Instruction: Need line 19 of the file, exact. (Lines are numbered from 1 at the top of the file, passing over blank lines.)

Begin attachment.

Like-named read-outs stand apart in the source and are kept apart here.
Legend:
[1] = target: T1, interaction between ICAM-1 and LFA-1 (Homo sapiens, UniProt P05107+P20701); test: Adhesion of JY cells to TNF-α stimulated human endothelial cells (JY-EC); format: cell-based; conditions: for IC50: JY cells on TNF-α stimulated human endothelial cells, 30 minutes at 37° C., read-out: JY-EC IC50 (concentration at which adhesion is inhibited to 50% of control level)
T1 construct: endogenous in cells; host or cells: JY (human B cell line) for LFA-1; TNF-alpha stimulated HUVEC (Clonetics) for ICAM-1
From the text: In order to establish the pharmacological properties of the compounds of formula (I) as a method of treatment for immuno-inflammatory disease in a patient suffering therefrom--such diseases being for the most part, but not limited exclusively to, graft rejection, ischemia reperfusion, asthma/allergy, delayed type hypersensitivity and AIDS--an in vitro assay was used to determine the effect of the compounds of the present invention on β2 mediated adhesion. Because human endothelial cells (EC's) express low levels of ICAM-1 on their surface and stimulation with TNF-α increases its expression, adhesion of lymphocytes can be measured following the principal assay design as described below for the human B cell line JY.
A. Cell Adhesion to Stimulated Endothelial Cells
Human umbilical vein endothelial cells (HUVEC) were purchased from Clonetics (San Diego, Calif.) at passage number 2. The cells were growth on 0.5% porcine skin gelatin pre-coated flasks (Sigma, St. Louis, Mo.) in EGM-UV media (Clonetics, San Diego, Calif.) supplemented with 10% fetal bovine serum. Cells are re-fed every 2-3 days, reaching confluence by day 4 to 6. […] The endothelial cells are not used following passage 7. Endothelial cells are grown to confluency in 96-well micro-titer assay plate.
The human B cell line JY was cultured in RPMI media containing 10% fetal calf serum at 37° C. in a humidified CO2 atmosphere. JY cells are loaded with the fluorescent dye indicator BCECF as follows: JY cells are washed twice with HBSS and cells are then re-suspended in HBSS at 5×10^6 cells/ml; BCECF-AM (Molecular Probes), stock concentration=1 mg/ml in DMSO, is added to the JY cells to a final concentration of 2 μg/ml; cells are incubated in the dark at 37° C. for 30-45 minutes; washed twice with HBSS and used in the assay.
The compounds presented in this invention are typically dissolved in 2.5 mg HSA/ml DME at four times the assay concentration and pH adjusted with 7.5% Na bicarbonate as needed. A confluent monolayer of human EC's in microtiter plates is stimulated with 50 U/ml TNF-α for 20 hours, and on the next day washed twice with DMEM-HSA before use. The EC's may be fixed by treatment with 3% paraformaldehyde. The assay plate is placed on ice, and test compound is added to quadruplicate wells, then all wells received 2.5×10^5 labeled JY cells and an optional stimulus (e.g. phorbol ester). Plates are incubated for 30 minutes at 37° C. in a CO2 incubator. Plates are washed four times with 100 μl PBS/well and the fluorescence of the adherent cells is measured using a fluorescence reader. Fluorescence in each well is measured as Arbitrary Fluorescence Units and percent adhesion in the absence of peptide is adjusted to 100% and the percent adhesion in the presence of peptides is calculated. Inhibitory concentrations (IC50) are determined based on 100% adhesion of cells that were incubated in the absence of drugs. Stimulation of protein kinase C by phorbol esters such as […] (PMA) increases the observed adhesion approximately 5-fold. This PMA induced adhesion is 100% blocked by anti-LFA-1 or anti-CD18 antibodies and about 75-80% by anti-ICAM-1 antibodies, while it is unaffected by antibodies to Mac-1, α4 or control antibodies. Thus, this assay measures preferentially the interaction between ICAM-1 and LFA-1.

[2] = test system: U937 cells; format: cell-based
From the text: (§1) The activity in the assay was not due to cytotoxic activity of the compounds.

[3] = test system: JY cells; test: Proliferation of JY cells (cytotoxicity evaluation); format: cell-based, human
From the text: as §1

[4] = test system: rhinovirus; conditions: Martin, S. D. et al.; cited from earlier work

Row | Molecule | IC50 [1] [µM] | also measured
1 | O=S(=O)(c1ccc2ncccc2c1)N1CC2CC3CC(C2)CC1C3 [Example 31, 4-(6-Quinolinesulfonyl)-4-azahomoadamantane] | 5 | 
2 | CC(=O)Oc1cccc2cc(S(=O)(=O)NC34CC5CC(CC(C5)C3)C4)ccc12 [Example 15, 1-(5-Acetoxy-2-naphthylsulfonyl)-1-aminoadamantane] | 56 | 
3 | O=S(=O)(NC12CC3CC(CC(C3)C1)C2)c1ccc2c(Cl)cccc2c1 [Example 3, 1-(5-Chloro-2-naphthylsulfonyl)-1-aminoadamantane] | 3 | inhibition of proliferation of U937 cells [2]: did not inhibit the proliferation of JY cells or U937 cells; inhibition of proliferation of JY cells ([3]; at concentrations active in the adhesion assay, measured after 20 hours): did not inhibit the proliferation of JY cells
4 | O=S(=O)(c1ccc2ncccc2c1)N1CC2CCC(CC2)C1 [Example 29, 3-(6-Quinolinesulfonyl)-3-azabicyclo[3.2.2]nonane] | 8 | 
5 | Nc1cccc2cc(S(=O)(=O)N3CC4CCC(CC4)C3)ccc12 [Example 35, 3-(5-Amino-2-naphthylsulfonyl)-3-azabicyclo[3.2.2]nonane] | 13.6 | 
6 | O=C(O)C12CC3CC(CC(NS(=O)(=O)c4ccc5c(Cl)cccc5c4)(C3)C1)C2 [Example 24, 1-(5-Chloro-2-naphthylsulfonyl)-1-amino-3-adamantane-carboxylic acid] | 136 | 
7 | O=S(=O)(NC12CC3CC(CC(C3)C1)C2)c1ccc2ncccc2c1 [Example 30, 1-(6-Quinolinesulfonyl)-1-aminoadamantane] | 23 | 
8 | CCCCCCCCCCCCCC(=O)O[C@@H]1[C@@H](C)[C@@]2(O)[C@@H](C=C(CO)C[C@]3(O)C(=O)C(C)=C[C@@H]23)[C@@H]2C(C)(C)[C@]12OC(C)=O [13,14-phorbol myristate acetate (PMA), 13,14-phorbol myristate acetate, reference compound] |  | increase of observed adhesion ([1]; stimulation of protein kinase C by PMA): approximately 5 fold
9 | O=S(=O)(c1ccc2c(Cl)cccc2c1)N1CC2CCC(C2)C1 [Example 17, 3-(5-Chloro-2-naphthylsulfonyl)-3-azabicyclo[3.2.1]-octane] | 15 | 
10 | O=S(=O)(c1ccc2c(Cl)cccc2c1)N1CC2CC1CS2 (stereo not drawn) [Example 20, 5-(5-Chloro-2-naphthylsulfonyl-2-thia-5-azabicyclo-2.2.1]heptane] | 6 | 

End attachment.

4 | O=S(=O)(c1ccc2ncccc2c1)N1CC2CCC(CC2)C1 [Example 29, 3-(6-Quinolinesulfonyl)-3-azabicyclo[3.2.2]nonane] | 8 | 